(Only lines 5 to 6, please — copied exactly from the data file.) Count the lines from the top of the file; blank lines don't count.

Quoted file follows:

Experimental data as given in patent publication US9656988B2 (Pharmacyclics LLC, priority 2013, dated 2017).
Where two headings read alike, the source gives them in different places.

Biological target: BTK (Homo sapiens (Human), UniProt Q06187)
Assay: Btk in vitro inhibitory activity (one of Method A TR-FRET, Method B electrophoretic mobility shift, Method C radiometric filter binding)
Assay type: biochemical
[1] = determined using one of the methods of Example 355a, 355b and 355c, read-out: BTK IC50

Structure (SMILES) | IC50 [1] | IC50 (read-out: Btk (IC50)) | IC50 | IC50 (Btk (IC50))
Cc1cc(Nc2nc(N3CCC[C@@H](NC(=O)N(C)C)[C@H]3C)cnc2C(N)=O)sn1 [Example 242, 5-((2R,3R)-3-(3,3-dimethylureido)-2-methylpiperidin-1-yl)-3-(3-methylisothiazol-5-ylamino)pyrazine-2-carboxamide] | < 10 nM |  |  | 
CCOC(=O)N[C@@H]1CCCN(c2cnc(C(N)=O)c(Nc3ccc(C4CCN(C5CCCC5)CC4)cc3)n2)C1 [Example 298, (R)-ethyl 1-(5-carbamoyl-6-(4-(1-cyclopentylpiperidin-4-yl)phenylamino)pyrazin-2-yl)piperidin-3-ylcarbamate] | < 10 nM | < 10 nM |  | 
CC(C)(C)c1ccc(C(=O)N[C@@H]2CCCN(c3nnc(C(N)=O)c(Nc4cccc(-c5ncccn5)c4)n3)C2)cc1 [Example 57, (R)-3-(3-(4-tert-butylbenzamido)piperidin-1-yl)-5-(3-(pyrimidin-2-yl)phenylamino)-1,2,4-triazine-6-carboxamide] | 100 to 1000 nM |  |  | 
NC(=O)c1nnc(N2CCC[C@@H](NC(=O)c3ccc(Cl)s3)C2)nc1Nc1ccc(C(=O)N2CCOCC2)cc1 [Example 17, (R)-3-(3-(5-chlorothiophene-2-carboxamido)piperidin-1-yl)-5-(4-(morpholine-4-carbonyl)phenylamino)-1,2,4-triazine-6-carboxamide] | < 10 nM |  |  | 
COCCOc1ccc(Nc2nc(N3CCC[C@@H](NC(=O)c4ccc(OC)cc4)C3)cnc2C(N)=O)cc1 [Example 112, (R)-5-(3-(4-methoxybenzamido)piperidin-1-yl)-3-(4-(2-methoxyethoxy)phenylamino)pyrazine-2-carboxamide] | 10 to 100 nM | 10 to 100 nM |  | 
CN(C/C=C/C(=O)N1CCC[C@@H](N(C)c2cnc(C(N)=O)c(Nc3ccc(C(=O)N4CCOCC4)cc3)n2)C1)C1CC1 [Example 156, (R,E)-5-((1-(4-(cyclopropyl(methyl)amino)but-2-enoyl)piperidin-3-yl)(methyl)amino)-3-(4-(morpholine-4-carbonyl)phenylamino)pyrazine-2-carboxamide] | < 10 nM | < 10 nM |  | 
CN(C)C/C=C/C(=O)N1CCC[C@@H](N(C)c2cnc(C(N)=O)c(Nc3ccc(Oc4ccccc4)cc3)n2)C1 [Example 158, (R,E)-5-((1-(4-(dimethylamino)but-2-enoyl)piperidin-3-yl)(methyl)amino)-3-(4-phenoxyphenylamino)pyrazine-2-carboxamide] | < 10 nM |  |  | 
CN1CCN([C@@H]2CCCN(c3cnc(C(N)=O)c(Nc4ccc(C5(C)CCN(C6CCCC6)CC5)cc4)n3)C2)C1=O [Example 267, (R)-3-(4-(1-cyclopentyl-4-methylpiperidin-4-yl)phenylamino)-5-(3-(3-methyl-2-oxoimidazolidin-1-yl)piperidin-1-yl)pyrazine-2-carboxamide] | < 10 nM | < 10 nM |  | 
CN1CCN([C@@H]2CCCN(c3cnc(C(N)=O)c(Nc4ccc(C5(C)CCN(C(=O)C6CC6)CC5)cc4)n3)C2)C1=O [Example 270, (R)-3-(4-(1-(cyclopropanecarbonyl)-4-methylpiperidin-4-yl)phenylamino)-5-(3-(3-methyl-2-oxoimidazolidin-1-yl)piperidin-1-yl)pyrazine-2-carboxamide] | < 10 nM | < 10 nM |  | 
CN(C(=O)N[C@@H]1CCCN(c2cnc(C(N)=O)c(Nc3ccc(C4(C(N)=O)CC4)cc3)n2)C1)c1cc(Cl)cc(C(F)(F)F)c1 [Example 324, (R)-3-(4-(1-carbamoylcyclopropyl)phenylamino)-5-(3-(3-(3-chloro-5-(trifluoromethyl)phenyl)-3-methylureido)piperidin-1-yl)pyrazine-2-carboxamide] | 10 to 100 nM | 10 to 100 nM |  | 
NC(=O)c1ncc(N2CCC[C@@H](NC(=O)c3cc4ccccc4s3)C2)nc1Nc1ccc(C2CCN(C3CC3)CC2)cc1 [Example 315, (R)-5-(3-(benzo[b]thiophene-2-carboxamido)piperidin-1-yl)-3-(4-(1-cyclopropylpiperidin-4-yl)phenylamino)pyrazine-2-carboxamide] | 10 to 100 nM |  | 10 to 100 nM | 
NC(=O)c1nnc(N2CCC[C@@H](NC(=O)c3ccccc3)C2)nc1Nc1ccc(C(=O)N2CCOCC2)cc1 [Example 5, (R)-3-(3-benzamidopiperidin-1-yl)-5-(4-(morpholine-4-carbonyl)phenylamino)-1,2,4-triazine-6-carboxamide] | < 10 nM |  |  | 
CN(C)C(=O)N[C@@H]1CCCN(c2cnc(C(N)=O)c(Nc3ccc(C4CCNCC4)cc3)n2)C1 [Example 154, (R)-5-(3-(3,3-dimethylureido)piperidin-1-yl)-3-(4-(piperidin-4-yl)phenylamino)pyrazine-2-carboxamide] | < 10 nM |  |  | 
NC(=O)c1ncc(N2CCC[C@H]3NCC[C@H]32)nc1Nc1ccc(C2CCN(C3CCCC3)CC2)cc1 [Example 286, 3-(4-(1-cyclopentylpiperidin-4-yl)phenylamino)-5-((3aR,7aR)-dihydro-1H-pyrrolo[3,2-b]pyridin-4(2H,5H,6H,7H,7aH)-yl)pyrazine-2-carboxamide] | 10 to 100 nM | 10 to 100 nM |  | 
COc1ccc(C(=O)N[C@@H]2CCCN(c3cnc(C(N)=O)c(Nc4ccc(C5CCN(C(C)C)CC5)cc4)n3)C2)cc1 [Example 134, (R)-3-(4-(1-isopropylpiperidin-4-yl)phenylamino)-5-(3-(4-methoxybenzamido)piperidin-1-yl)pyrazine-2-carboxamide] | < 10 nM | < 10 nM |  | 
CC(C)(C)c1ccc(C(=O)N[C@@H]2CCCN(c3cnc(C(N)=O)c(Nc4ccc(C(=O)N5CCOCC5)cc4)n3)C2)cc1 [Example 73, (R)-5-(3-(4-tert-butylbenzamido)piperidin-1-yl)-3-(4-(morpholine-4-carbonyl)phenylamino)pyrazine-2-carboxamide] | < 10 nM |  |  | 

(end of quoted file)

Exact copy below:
Assay type: biochemical
[1] = determined using one of the methods of Example 355a, 355b and 355c, read-out: BTK IC50